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California Releases New Report on Hospital Infection Rates


For Immediate Release: Friday, January 6, 2012
Contact: Michael McCauley, or 415-431-6747, ext 126 or Lisa McGiffert,, 512-477-4431, ext 115

California Releases New Report on Hospital Infection Rates

Consumers Union: California is Now Taking the Lead
Among States On Hospital Infection Reporting

SACRAMENTO, CA – The California Department of Public Health (CDPH) issued its annual report today detailing patient infection rates at hospitals across the state. The report publishes the rates for a wide variety of infections at California hospitals and helps to establish California as a leader among states for disclosing such patient safety data, according to Consumers Union’s Safe Patient Project.

“For years, California has lagged behind other states when it comes to reporting critical hospital infection information to the public,” said Lisa McGiffert, director of Consumers Union’s Safe Patient Project ( “But now the state has finally fully implemented its laws and is becoming a national leader by disclosing a broad range of hospital infection rates to the public. California now serves as a model that other states and the federal government should follow to show a more complete picture of debilitating and deadly hospital infections. Today’s report shows that infection rates vary widely among California hospitals and that many hospitals still have a lot of work to do to protect patients from these preventable infections.’

This is the second annual report issued by the state, which is required by “Niles Law,” a 2008 state law that aims to encourage hospitals to improve efforts to prevent infections by publicly disclosing each hospital’s track record. Nile Moss died of a hospital acquired MRSA infection at the age of 15 and his mother, Carole Moss, worked to pass and implement the law. Portions of this report were required by a 2006 law.

Consumers Union noted that the report reflects higher compliance among hospitals when it comes to reporting infection data and that the state has played a role in this improvement.

CDPH is releasing surgical infection data for 2009 and 2010, which the state collected on paper from hospitals across the state. Hospitals submitted infections connected with cardiac, orthopedic and gastrointestinal surgeries, without direction from the department regarding which specific procedures should be included. Thus, this portion of the report does not allow comparisons among hospitals, but is of value in that it shows infections occurring in these general categories. CDPH now requires hospitals to submit data in a standardized manner through the CDC’s National Healthcare safety Network (NHSN), which will help lead to more reliable reports.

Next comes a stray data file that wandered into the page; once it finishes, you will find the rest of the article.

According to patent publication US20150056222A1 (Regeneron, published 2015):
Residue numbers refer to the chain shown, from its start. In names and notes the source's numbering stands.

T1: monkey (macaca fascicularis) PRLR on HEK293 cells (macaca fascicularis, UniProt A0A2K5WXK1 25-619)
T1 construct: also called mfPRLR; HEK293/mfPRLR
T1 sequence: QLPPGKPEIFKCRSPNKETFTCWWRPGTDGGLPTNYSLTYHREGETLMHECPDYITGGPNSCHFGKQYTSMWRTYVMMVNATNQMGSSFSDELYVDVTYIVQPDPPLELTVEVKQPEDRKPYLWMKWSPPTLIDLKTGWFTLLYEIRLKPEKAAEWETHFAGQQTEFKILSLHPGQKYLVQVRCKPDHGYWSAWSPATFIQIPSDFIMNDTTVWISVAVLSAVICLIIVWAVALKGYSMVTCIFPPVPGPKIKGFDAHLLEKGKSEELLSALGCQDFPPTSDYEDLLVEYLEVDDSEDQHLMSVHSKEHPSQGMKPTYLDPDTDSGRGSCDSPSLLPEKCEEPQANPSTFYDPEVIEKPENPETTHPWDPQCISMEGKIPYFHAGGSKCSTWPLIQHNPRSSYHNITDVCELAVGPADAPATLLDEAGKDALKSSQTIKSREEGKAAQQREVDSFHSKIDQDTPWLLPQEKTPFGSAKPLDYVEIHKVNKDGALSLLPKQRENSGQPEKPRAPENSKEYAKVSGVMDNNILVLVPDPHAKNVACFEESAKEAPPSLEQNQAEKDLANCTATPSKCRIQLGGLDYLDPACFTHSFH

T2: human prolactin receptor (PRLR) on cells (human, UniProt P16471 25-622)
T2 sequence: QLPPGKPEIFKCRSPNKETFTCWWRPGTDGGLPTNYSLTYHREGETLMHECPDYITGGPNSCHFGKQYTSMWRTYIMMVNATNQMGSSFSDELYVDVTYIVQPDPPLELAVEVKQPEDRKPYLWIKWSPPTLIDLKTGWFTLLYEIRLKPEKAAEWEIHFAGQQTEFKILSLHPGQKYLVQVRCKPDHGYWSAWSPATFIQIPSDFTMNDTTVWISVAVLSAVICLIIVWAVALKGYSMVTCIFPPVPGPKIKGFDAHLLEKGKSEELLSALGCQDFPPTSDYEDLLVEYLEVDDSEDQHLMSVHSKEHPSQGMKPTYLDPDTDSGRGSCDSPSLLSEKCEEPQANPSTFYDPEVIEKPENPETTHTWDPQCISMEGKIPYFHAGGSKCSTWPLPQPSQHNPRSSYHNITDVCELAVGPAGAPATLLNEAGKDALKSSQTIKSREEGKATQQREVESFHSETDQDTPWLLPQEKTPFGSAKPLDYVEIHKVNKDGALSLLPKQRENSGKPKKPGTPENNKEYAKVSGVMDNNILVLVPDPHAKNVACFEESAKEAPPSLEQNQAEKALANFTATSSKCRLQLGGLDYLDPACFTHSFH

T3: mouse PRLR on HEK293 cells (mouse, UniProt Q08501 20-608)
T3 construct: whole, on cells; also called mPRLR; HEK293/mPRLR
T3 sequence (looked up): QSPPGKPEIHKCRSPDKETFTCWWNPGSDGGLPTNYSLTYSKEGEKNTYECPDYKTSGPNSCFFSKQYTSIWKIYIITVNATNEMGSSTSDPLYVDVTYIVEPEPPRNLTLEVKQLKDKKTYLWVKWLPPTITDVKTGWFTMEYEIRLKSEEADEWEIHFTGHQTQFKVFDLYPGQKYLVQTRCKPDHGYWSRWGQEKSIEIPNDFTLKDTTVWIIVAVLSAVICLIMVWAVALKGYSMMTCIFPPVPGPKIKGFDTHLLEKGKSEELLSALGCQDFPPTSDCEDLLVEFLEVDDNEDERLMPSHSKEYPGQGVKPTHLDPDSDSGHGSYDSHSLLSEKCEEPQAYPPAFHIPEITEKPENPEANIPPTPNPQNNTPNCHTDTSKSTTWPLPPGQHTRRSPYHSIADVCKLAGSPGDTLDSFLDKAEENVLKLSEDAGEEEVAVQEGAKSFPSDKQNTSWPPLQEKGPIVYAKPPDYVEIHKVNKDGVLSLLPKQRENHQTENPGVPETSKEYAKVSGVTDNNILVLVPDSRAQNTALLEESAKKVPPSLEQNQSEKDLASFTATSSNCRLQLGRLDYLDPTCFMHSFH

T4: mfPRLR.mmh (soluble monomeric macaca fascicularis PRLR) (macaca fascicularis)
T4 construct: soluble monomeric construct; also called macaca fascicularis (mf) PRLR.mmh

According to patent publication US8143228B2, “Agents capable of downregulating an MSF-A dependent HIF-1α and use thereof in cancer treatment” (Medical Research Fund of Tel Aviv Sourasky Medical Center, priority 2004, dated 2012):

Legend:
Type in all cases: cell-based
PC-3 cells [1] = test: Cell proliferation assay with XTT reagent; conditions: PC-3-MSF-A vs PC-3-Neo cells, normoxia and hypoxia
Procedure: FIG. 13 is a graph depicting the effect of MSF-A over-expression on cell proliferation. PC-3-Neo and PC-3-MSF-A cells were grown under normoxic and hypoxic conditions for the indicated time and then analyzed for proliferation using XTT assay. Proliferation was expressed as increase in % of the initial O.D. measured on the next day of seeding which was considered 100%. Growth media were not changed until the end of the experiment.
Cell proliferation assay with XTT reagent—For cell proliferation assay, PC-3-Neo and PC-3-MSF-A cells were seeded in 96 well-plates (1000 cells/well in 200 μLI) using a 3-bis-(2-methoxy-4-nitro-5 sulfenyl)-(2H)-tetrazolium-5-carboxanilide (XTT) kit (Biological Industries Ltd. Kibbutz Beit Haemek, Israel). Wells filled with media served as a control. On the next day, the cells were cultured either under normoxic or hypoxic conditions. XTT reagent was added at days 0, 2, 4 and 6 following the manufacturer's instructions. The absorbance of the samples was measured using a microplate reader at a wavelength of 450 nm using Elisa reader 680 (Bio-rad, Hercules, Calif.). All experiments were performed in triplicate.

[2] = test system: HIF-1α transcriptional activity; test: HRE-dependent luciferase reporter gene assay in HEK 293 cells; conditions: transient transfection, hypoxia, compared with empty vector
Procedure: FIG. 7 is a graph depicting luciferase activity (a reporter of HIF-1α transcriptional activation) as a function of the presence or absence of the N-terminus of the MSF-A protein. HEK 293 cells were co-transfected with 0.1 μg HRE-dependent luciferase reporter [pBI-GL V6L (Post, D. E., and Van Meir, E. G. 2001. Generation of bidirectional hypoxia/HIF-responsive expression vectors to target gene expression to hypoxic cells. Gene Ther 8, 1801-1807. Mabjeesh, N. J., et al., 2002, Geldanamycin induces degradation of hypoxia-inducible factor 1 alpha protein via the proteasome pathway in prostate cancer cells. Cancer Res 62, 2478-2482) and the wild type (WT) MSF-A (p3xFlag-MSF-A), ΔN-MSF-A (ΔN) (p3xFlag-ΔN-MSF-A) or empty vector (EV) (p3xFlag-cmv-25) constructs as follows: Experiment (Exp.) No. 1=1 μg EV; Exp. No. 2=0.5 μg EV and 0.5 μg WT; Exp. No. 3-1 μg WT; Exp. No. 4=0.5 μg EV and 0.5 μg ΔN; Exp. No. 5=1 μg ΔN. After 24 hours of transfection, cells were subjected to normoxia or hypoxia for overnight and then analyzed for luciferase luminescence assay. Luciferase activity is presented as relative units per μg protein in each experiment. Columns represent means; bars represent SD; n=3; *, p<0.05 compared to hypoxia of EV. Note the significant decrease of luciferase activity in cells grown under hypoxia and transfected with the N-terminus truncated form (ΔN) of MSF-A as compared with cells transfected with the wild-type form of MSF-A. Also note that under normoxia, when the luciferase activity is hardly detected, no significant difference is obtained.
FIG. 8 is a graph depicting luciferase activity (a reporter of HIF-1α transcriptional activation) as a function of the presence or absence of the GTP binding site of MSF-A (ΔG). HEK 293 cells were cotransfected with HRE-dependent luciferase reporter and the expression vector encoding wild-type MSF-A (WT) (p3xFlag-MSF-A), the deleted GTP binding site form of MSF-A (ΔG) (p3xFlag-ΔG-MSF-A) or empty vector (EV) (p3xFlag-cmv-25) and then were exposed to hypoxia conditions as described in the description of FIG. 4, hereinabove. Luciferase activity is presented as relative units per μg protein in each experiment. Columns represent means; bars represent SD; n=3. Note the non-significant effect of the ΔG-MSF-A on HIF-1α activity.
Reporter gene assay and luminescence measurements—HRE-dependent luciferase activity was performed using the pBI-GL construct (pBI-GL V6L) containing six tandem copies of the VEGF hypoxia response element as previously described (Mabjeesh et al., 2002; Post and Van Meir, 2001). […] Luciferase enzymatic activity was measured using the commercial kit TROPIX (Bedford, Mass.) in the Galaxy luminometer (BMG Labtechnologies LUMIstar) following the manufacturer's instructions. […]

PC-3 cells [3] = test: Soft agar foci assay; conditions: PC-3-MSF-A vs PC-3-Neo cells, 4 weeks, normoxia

Hospitals had sued the state to limit surgical infection reporting but the court ruled against the hospitals and required the state to disclose infection rates for 29 different surgical procedures as originally intended by law.

“California is disclosing infection rates on more surgical procedures than any other state in the country,” said McGiffert. “The state is providing the public with data on infection rates throughout hospitals wards, not just intensive care units like most other states. While this data may not allow for comparisons between hospitals, it still gives consumers important information regarding surgical infection rates at their own hospital.”

McGiffert noted that the report discloses surgical infection rates in a new, more consumer friendly manner that enables the public to click on an interactive map to learn about surgical infection rates at hospitals by region. While the information accessible through this map is based on just three months of data, it represents an important start to making this information available to the public. In the future, this website will include many more hospitals and more types of surgeries.

In addition to surgical infections, the state disclosed data on other infections, including central line associated bloodstream infections, C-Difficile infections, and MRSA and VRE bloodstream infections. Again, California is now in front of other states by disclosing infections that occurred throughout hospitals, rather than just in selected departments like ICUs. CDPH plans on issuing a complete update of its report in July 2012. Subsequent reports on the previous calendar year’s infection rates will be released each July beginning in 2013.